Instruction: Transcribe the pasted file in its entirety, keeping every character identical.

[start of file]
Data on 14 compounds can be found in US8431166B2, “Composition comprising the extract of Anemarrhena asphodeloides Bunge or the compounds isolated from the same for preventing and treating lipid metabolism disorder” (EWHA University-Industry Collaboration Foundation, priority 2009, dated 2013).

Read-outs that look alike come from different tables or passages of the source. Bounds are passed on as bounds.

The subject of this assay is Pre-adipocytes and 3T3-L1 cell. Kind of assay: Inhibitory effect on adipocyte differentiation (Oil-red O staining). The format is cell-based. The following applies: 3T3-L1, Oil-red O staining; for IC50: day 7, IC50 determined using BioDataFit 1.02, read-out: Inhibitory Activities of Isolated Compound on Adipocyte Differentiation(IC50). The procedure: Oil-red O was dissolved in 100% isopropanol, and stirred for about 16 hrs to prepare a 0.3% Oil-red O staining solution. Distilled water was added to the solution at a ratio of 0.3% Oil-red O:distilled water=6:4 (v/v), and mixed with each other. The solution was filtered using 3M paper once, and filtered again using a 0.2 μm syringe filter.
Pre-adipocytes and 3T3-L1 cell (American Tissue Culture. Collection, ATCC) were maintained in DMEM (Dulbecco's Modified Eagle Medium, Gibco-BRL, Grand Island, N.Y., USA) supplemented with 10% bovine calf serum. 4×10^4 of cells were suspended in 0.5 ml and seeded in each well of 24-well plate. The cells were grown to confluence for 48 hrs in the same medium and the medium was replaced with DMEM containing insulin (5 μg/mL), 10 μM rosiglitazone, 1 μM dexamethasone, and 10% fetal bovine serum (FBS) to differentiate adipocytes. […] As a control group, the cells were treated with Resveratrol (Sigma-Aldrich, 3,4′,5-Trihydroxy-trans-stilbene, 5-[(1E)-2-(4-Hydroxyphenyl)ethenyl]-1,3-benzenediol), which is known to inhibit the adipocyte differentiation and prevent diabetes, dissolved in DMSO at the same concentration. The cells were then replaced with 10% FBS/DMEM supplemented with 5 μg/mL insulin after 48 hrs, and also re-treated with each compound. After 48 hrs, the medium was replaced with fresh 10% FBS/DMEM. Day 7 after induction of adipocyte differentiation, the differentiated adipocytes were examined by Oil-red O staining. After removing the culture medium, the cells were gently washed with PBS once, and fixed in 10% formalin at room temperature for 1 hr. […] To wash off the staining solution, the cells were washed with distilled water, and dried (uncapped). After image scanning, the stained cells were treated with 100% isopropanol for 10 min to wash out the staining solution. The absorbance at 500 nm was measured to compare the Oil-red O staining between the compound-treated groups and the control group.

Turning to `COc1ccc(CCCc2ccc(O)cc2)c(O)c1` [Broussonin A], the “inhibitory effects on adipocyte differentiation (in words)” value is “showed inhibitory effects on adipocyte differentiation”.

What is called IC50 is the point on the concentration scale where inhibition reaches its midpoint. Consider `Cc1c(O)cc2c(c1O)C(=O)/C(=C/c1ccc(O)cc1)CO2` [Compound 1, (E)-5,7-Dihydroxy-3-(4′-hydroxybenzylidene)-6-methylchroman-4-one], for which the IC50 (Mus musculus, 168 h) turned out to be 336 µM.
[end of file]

Data on 14 compounds can be found in US8431166B2, “Composition comprising the extract of Anemarrhena asphodeloides Bunge or the compounds isolated from the same for preventing and treating lipid metabolism disorder” (EWHA University-Industry Collaboration Foundation, priority 2009, dated 2013).

Read-outs that look alike come from different tables or passages of the source. Bounds are passed on as bounds.

The subject of this assay is Pre-adipocytes and 3T3-L1 cell. Kind of assay: Inhibitory effect on adipocyte differentiation (Oil-red O staining). The format is cell-based. The following applies: 3T3-L1, Oil-red O staining; for IC50: day 7, IC50 determined using BioDataFit 1.02, read-out: Inhibitory Activities of Isolated Compound on Adipocyte Differentiation(IC50). The procedure: Oil-red O was dissolved in 100% isopropanol, and stirred for about 16 hrs to prepare a 0.3% Oil-red O staining solution. Distilled water was added to the solution at a ratio of 0.3% Oil-red O:distilled water=6:4 (v/v), and mixed with each other. The solution was filtered using 3M paper once, and filtered again using a 0.2 μm syringe filter.
Pre-adipocytes and 3T3-L1 cell (American Tissue Culture. Collection, ATCC) were maintained in DMEM (Dulbecco's Modified Eagle Medium, Gibco-BRL, Grand Island, N.Y., USA) supplemented with 10% bovine calf serum. 4×10^4 of cells were suspended in 0.5 ml and seeded in each well of 24-well plate. The cells were grown to confluence for 48 hrs in the same medium and the medium was replaced with DMEM containing insulin (5 μg/mL), 10 μM rosiglitazone, 1 μM dexamethasone, and 10% fetal bovine serum (FBS) to differentiate adipocytes. […] As a control group, the cells were treated with Resveratrol (Sigma-Aldrich, 3,4′,5-Trihydroxy-trans-stilbene, 5-[(1E)-2-(4-Hydroxyphenyl)ethenyl]-1,3-benzenediol), which is known to inhibit the adipocyte differentiation and prevent diabetes, dissolved in DMSO at the same concentration. The cells were then replaced with 10% FBS/DMEM supplemented with 5 μg/mL insulin after 48 hrs, and also re-treated with each compound. After 48 hrs, the medium was replaced with fresh 10% FBS/DMEM. Day 7 after induction of adipocyte differentiation, the differentiated adipocytes were examined by Oil-red O staining. After removing the culture medium, the cells were gently washed with PBS once, and fixed in 10% formalin at room temperature for 1 hr. […] To wash off the staining solution, the cells were washed with distilled water, and dried (uncapped). After image scanning, the stained cells were treated with 100% isopropanol for 10 min to wash out the staining solution. The absorbance at 500 nm was measured to compare the Oil-red O staining between the compound-treated groups and the control group.

Turning to `COc1ccc(CCCc2ccc(O)cc2)c(O)c1` [Broussonin A], the “inhibitory effects on adipocyte differentiation (in words)” value is “showed inhibitory effects on adipocyte differentiation”.

What is called IC50 is the point on the concentration scale where inhibition reaches its midpoint. Consider `Cc1c(O)cc2c(c1O)C(=O)/C(=C/c1ccc(O)cc1)CO2` [Compound 1, (E)-5,7-Dihydroxy-3-(4′-hydroxybenzylidene)-6-methylchroman-4-one], for which the IC50 (Mus musculus, 168 h) turned out to be 336 µM.